Driving around the world... in a Porsche 356
One loyal Japanese customer drove his original 356 from Tokyo to Stuttgart in time for the car’s 70th anniversary
Getting your hands on a Porsche 356 – the German manufacture's first production car – would make you a very lucky fellow. Getting your hands on a soon-to-be-70-year-old 356 and then driving it across two continents incorporating some of the harshest landscapes on the planet would simply make you mad.
Yet this is exactly what one 60-year-old Japanese man decided to do earlier this year, and he completed his journey in time for the 70th anniversary celebrations of the car at the Porsche Museum in Stuttgart-Zuffenhausen, Germany.
More about the Porsche 356…
Suzuki-san’s starting position was his home in Kamogawa in Chiba, a leafy Japanese prefecture south-east of Tokyo, and approximately 10,000km away from Stuttgart. Had he decided to fly by aeroplane, Suzuki-san’s journey would have taken more than 13 hours – so maybe going by the car was the better idea after all.
Why Suzuki-san did it
Suzuki-san has owned his 356 for almost 15 years, and first brought a Porsche when he was 22 years old. He is unsurprisingly a member of the official Porsche 356 Club Japan. He made the journey for one very simple reason: “I thought it would be fun,” he declares. Probably not the excuse he gave to his wife…
“I just love Porsche. Porsche is my best friend,” he goes on – which would explain why he was willing to drive all the way to the German brand’s museum in a Porsche of his own.
The start: Japan
Going by road means the journey will be far more complicated than by plane, adding several thousand kilometres to bring the total tally up to 15,463km. It’s fairly easy to find 356s for sale with lower mileage than that, but equally there’s a trend among 356 owners to push the mileage as high as possible.
American Guy Newmark owns a 356 that has covered over 1 million miles, having driven it daily for well over half a century.
Japan to Russia, via South Korea
The first leg of the journey requires Suzuki-san to move north across the Bōsō peninsula, which his home sits in the south of, and across to the west coast of Japan in time to catch a ferry from Sakaiminato. This will take him to the Russian border city of Vladivostok via Donghae in South Korea. For fans of travel television, this is proper Michael Palin territory.
Japan to Russia, via South Korea
In true Palin style Suzuki-san is fluent only in Japanese, with some limited English. He carries all the important phrases in other languages written on a piece of paper. Thankfully the roads have been kind to him so far, but the tarmac metropolises of home will be nowhere to be seen once he starts his journey across Russia.
The Trans-Siberian Highway
The Trans-Siberian Highway is considered to be one of the most dangerous roads on the planet, and Suzuki-san has to travel it alone and with a car designed with anything but cross-continental touring in mind.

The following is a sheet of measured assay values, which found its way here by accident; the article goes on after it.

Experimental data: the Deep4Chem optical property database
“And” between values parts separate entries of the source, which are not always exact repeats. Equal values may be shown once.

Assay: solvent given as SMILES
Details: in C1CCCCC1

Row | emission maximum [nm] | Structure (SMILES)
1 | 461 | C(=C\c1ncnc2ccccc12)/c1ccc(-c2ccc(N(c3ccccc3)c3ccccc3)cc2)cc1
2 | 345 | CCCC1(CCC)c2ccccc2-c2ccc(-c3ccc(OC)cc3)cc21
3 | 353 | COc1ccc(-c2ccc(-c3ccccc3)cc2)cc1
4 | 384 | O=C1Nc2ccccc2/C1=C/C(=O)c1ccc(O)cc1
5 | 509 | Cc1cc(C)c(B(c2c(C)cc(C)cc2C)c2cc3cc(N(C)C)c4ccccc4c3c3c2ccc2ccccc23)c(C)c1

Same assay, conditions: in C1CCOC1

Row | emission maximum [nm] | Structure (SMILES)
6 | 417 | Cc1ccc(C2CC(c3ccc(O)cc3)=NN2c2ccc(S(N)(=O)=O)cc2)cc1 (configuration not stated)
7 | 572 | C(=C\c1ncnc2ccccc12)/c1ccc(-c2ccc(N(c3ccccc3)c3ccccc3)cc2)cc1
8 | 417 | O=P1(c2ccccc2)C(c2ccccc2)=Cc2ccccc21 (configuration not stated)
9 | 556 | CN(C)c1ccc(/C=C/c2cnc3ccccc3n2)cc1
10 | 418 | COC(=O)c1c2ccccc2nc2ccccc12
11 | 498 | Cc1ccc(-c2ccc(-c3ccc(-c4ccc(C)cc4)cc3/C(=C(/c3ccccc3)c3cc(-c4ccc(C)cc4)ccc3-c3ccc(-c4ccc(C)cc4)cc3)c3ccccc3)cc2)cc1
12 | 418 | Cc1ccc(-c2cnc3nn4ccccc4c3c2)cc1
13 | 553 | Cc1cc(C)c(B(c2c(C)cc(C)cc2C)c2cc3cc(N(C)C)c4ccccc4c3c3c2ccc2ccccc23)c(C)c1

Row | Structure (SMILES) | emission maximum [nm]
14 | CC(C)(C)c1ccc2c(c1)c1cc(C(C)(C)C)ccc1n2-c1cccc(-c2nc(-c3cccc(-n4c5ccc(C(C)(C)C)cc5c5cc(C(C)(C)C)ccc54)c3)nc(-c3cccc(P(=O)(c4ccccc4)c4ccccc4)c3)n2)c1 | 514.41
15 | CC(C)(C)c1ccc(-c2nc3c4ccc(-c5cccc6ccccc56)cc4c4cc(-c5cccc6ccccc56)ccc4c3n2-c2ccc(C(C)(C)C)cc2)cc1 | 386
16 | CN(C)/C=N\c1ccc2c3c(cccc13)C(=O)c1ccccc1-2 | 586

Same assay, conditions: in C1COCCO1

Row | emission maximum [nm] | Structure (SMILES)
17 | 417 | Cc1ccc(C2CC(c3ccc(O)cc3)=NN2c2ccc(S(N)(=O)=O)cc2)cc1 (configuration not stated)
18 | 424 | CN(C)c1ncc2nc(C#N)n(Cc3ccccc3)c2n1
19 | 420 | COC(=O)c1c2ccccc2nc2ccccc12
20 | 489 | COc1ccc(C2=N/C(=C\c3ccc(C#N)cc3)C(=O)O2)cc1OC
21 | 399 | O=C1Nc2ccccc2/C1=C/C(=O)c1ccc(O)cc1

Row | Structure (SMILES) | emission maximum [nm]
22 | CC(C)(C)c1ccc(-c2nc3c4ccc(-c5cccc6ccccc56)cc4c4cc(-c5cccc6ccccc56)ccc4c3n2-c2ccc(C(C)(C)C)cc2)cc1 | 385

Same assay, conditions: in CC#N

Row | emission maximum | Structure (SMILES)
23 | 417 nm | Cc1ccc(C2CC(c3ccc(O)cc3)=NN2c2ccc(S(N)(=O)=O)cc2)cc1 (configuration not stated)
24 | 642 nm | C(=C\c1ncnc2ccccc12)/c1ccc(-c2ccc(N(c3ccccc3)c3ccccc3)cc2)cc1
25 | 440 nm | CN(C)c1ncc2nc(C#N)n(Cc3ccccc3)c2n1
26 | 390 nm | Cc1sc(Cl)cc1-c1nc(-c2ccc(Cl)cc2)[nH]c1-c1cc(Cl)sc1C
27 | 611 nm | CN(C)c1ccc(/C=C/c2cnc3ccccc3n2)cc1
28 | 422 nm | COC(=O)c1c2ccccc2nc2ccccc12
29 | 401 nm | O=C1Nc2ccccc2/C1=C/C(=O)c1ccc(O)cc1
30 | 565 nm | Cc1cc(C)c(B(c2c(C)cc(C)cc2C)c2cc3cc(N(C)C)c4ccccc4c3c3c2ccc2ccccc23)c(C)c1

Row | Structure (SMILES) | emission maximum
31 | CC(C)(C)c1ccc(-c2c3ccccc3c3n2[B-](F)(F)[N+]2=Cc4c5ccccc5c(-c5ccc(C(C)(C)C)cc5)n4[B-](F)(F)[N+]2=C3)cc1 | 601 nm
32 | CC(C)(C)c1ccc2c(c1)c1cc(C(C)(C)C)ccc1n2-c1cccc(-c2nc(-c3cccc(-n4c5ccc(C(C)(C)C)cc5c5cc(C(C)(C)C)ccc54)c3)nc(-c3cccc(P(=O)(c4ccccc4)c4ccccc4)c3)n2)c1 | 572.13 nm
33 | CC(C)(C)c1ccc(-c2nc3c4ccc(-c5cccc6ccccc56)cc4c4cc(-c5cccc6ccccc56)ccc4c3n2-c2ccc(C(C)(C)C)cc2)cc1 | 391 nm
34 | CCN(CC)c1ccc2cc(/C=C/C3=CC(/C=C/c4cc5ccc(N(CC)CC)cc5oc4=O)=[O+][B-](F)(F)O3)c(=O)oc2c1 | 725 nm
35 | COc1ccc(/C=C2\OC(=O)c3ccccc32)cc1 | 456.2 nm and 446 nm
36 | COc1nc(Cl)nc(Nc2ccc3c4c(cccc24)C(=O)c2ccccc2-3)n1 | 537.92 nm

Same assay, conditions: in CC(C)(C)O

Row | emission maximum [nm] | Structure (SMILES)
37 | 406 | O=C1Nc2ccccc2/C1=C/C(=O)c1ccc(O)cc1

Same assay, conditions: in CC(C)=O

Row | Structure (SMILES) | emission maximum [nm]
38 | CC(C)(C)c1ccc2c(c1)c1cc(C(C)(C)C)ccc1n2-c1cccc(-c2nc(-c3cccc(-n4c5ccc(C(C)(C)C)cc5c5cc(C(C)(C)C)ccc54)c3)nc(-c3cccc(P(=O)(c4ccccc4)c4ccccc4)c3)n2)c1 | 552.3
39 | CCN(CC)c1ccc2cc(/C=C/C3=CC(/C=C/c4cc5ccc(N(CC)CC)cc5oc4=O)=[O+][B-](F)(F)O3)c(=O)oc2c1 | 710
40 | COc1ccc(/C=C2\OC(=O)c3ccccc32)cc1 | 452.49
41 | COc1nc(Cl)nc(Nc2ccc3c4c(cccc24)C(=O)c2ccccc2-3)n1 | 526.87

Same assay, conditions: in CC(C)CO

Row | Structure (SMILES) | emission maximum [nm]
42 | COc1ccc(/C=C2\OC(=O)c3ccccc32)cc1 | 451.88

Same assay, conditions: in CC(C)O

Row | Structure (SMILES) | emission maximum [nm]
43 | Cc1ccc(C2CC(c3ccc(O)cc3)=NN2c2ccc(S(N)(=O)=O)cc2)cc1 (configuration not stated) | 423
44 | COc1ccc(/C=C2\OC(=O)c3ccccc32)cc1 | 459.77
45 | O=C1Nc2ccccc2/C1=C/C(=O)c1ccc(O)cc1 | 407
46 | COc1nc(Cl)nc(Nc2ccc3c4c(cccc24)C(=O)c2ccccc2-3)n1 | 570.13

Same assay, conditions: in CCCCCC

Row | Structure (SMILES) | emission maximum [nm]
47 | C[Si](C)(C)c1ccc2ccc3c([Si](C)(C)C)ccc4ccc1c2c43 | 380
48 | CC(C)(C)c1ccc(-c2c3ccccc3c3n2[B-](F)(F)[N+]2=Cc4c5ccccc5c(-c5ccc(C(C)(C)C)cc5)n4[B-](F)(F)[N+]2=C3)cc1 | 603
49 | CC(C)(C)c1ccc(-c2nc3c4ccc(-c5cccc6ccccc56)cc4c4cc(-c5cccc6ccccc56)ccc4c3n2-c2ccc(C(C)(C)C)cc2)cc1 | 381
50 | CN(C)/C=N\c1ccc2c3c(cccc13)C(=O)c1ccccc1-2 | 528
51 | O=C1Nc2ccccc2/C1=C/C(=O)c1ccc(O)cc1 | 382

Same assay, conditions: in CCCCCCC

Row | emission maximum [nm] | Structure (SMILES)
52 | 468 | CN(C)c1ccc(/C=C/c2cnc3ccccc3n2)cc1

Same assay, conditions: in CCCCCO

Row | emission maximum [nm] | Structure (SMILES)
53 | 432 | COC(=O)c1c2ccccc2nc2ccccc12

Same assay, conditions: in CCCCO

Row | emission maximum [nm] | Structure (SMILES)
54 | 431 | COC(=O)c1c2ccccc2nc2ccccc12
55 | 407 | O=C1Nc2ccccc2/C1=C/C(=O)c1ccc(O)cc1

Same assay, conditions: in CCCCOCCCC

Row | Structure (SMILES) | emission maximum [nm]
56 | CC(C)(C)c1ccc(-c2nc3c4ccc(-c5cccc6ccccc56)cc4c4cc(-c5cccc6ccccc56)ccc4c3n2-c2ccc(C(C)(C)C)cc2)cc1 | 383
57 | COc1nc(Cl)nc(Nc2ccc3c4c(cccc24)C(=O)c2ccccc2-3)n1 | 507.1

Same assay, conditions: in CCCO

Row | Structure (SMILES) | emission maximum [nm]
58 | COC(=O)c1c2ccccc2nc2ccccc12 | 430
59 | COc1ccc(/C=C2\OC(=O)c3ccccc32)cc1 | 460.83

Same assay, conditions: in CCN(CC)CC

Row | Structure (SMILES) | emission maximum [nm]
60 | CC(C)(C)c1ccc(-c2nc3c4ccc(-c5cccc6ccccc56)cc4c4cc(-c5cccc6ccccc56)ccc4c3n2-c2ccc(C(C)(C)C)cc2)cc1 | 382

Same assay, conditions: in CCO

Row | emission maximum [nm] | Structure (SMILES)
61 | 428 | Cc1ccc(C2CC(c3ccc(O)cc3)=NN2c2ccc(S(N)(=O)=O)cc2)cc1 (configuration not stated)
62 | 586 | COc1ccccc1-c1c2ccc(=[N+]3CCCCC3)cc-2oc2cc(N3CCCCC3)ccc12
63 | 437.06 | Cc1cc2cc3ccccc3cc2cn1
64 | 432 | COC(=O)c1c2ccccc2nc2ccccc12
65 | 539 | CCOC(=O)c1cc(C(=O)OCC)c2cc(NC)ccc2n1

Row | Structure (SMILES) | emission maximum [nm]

This is a road that takes weeks to traverse, and for many nights Suzuki-san sleeps with just the desolate grasslands of Eastern Siberia for company.
One night he stays in the remote city of Novobureyskiy, where he is lucky to bask in temperatures that are warmer than usual. The Siberian location is normally still frozen over at this time of year.
As anyone who’s tried to start a car in the winter knows, engines do not like the cold. Remarkably the 356 keeps on going, soaking up the miles.
A long way from home – but a very long way to go
By the time Suzuki-san reaches Smolenka, he is almost 3000 miles into his Russian leg. But he has still not reached Lake Baikal, the world’s deepest lake, and still has over 6000km and a mountain range to cross before he leaves Russia.
And the fuel pump is playing up...
Approaching the West
Eventually Suzuki-san reaches the European part of Russia. Remarkably, he is still seated in relative comfort thanks to a more modern bucket seat, and is in the right location, thanks to a dash-mounted sat-nav that’s guided him on his way.
En route he’s been meeting other Porsche owners, and has gathered a collection of stickers to celebrate each encounter.
Possibly the scariest part of the journey is crossing borders, and Suzuki-san chooses Latvia as his next destination after Russia. Security doesn’t seem to be an issue, though; it’s a faulty first gear that moves to the forefront of Suzuki-san’s mind.
He’s already made a number of roadside fixes, assisted by the jack he keeps on the roof, while he’s had access to surprisingly high-quality fuel across Russia. Perhaps that isn’t surprising considering the number of oil wells he’s passed.
356 meets 356
After Lativa comes Lithuania, then a route heading south through Europe to the hills of Austria. Here Suzuki-san receives a big welcome at the Porsche Automuseum in Gmund, where the first 356 chassis was built.
There is good timing on Suzuki-san’s part, too, as his car’s total mileage hits 58,356 km as he meets its predecessor.
To read more about the history of car No.1, click here
Greetings from Stuttgart
A full 53 days after setting off, Suzuki-san arrives at his end destination at Porsche’s home in Stuttgart. He’s gone through 1600 litres of petrol, passed 11 police controls, and at one point drove 1050km in a single day.
His big adventure has also earned his own car a spot in Porsche’s museum – at least until Suzuki-san wants it back so he can do the journey all over again, maybe for the 80th anniversary of the 356.
Suzuki-san's Porsche 356 in The Porsche Museum
The 356 will be in the museum for only a few months, so get to Stuttgart soon if you want to see one of the most well travelled Porsches ever.
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